Articles Posted in Tax Planning

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clockLate in the year, and at the last minute, on December 16, 2014, Congress has extended the ability of those over 70 1/2 to make direct charitable donations from their IRA’s of up to $100,000, as long as they haven’t already taken out the required minimum distribution for 2014 and do this charitable rollover by December 31.  The way to do this is to tell your plan custodian to distribute up to $100,000 to a public charity of your choice from your IRA. (For a couple, this is 100K from each IRA.)

Although there’s no charitable deduction for a charitable rollover, there’s still a potentially big tax benefit for those who make them: the money that’s designated to charity does not count as taxable income to the donor, and that can help keep the donor’s taxable income below threshold limits for Medicare means testing, and other tax thresholds.

The current extension is for 2014, only, and is one of many temporary laws that were supposed to last only two years, but have been extended annually since the end of 2013.

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giveAs 2014 draws to a close, many of our clients are thinking about making annual gifts to charities. The IRS has just posted a handy article with six tips to keep in mind to make sure that you can claim an income tax deduction for the gift. Here’s a summary:

1. Qualified charities. Make sure that you are making a donation to a qualified charity. The IRS offers a tool to make sure that your intended recipient is qualified. Donations to churches, synagogues, temples, mosques, and government agencies are also deductible, even if they’re not listed.

2. Monetary donations. If you want to give a charity money, in cash, or by check, electronic funds transfer, or credit card, you must have a bank record (like a cancelled check) or a written statement from the charity to deduct the gift.

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black-29972_150The IRS has extended the deadline for filing an estate tax return for decedents dying in 2011, 2012, and 2013 to December 31, 2014. The purpose of the extension is to provide time for surviving spouses to elect portability on the return, which would allow them to use their deceased spouse’s unused exemption from the federal estate tax. Electing portability means, in effect, that a married couple can combine their available exemptions, potentially saving a family a significant amount of money when the second spouse dies.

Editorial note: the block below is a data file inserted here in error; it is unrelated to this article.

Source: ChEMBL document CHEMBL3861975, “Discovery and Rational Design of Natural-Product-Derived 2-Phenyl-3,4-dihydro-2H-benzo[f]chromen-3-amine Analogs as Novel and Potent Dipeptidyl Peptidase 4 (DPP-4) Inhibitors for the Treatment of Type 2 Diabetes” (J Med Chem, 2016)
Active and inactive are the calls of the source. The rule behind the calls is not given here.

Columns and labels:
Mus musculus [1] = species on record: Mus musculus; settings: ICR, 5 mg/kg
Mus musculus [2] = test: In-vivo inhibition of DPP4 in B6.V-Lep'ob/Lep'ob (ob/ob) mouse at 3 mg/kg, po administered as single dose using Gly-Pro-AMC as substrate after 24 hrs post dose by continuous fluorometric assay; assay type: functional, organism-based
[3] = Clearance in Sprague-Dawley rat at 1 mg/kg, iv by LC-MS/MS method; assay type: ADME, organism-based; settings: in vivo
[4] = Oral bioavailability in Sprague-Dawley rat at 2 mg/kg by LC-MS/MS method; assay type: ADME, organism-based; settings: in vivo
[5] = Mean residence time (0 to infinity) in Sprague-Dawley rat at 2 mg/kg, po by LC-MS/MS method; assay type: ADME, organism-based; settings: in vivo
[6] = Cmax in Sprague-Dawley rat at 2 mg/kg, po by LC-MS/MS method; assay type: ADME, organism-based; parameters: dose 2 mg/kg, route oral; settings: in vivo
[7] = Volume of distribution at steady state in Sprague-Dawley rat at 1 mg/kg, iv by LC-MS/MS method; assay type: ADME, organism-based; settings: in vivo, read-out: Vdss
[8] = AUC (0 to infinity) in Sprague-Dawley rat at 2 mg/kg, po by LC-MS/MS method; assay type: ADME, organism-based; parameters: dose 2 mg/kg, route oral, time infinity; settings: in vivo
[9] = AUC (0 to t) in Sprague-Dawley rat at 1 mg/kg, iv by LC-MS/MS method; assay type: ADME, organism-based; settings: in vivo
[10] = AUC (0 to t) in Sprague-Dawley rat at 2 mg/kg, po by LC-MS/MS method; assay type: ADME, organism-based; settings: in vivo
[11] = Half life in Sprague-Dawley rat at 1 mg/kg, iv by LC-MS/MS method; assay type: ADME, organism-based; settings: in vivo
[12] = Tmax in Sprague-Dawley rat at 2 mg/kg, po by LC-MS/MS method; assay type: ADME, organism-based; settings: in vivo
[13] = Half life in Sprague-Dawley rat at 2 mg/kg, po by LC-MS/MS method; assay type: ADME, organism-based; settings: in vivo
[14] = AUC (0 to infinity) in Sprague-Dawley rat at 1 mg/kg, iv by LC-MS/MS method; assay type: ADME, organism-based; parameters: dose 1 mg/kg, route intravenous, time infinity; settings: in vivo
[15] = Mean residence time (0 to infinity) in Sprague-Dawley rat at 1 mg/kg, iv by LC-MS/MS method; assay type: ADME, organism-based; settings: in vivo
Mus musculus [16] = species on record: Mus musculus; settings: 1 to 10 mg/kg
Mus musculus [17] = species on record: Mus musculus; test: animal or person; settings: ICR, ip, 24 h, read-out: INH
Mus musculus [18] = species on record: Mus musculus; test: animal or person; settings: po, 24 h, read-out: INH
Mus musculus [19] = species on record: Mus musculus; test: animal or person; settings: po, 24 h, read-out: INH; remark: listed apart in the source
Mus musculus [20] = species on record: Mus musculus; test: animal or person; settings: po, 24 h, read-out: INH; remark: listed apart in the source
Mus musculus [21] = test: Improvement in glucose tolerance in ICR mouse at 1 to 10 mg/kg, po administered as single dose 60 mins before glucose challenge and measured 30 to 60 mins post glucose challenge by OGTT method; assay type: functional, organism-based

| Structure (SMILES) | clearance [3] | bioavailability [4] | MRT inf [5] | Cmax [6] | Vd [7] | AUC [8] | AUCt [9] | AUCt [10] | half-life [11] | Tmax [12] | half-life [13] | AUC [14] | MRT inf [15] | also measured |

For example, if a person died in 2011, and had an estate worth $2 million, and that $2 million was allocated to a Credit Trust (as many of our client’s estate plans would do), their surviving spouse could file an estate tax return, elect portability, and gain an additional $3 million in exemption to be used at the spouse’s death. (In 2011, the available exemption was $5 million, and the decedent used up $2 million by funding the Credit Trust.)

In the above example, an estate tax return would not need to be filed for any other reason (because $2 million wasn’t a taxable estate in 2011), and many families may have missed the opportunity to file a return within nine months of the death (which is the usual deadline) because the decedent didn’t have a taxable estate, so no return was required.  The IRS, however, has extended the deadline for such returns until the end of this year to allow surviving spouses to take another look at the benefits of requesting this additional exemption.

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shutterstock_156185702Who knew?! I honestly had no idea that there was such a thing as National Estate Planning Awareness Week, but, in fact there is, and it’s the third week in October, established by House Resolution 1499 in 2008.

When I worked in the US Senate, I was particularly thrilled by National Ice Cream Day (the third Sunday in July) and when I worked in the California State Legislature there was one day when bikers from all over California rode around the capital to protest helmet laws (I’m not sure if that was an official day or not). But this, while not nearly as thrilling as either of those days, is still a good excuse to remind folks about the importance of having a plan in place and keeping it current.

The American Bar Association cites statistics that estimate 55% of Americans don’t have an estate plan. I’ve seen other estimates that over 120 million Americans don’t have an estate plan in place. Either way, that’s a lot of people.

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united-states-151582_150California is a big state, and it’s easy to get near-sighted. Because California has no state-specific gift or estate taxes, it’s easy to focus almost exclusively on the federal estate and gift tax exemptions when planning for the taxes due after there’s been a death.

But nineteen states and the District of Columbia levy their own state estate taxes or inheritance taxes, with widely varying exemptions and tax rates, and these taxes can come due, even to California residents–either because they own property located in another state, or because they inherit assets from a resident of a state with an inheritance tax.

If you, for example, own property in a state with an estate tax, like Minnesota, you might find an estate tax bill due as a result.  Estate taxes fall on the estate of the person who died; Minnesota currently exempts property worth up to $1.2 million, then levies a maximum estate tax rate of 16%. So, if your luxury duck blind is valued at more than $1.2 million,  your estate may owe tax on the transfer of that blind at your death.

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black-29972_150.pngToday, the federal estate tax exemption is $5.34 million, and this number is indexed to inflation, so will rise over time. I was recently at the Stanford University and the Silicon Valley Community Foundation’s annual Conference on Charitable Giving, and heard that the White House’s Office of Management and Budget has estimated that this means that only .15% of estates will be subject to the estate tax in the future.